Location: Computer Science, Room 2212.
Office Hours: Tue and Thu, 2pm-3pm. Computer Science, Room 1429.
For some small software systems, automated verification is possible: a tool can determine automatically whether the software satisfies given requirements. For larger systems, verification is infeasible, so we also consider techniques for systematic testing, which provide limited but well-defined correctness guarantees, for example, that a sequential program satisfies its requirements for all inputs of a certain size, or that a multi-threaded server in a distributed system satisfies its requirements whenever the clients send it at most a certain number of requests. Systematic testing techniques can also be very effective at finding bugs that would be difficult to find with conventional testing techniques.
The course will involve homeworks and a project. One or more suggestions for the project will be made; students are encouraged to suggest their own projects as well. Projects may be theoretical or implementation-oriented (ideally both!). A typical implementation project would involve enhancing a testing tool or applying a testing tool to a non-trivial software system. A typical theoretical project would involve developing a technique that makes testing more efficient.
Some experience with concurrent programming (e.g., from an operating systems course) is desirable. Prior knowledge of testing and verification techniques is not required.
Most readings will be conference or journal articles. The following paragraphs describe some research projects on software testing and verification, which are representative of what we will cover.
Static program analysis can help find limited but important classes of errors; for example, null-pointer dereferences in sequential programs, and race conditions (inappropriate locking) and deadlocks in concurrent programs. Some examples of this approach are:
Run-time monitoring tools monitor system executions, looking for common classes of errors. Typically, these techniques are passive: they neither determine which behaviors (i.e., possible executions) are of interest nor attempt to control which behaviors are explored. A good example is:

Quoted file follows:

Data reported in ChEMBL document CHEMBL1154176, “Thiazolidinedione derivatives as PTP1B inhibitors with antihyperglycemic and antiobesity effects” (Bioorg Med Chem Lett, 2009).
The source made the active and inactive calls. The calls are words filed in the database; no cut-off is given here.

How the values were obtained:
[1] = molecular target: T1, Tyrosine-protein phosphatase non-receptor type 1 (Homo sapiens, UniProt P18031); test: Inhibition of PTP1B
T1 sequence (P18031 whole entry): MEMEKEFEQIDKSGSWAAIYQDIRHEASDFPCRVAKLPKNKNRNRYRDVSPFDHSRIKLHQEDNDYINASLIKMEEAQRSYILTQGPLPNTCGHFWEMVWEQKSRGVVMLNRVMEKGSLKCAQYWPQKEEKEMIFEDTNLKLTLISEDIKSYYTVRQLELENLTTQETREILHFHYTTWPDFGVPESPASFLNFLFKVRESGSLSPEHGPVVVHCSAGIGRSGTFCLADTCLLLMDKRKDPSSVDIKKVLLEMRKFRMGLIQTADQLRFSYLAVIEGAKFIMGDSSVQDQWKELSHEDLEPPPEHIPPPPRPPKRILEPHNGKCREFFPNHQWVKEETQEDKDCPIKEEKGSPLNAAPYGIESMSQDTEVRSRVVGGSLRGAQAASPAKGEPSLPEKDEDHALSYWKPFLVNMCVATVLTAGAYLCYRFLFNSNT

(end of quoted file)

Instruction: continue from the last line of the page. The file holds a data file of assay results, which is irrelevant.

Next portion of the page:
Systematic testing tools explore all possible behaviors of a system, perhaps with some limits imposed on input size, etc. Thus, they involve determining which behaviors should be explored and (if necessary) modifying the system so that the testing tool can control which behaviors are explored. Two approaches are:
bool) and model-checks boolean programs using a variant of a data-flow analysis algorithm. Boolean programs do not have dynamic heap allocation, but they have a call stack.
|hw1 (out of 20)||19.25||0.8|
|hw2 (out of 20)||16.75||0.4|
|hw3 (out of 20)||16.75||0.8|
|hw4 (out of 20)||18.5||1.5|
|hw5 (out of 30)||22.2||2.5|
|hw6 (out of 20)||14.7||2.6|
|exam (out of 50)||36.2||5.6|
If you have a physical, psychological, medical or learning disability that may impact on your ability to carry out assigned course work, I would urge that you contact the staff in the Disabled Student Services office (DSS), Room 133 Humanities, 632-6748/TDD. DSS will review your concerns and determine, with you, what accommodations are necessary and appropriate. All information and documentation of disability is confidential.
Exam: The exam on November 21 will cover material up to and including today's lecture. In other words, it covers material up to and including our discussion of the paper Java Model Checking, by Park, Stern, Skakkebaek, and Dill.
Reading: The next paper we'll discuss is Tool-supported Program Abstraction for Finite-state Verification. Please start reading it.
Project: Here is an example of How to Modify API Classes.
Project: Here is information about the Project.
Homework: Homework5-solution is now available.
Homework: Homework4-solution is now available.
Reading: In case you are interested, an extended version of my SPIN2000 paper is available as a technical report.
Reading: The JVM Specification (2nd edition) is a good reference. For a tutorial introduction to the JVM, you might want to read Under the Hood: Articles about the inner workings of Java technology .
Homework: Homework4 is now available.
Homework: Homework3 is now available.
Java: If you are unfamiliar with Java and would like to read part of a Java textbook, I have a textbook that you are welcome to borrow. Reading The Java Language Specification is fine but harder than necessary.
Homework: Homework1 due date is postponed to Mon, 18 Sep.
Course Info: Various course info has been added above. Please take a look.
Homework: Homework1 is now available. It is accompanied by hw1.java and hw1-run.
On-line Java 2 Documentation is available. The most useful links from that page are: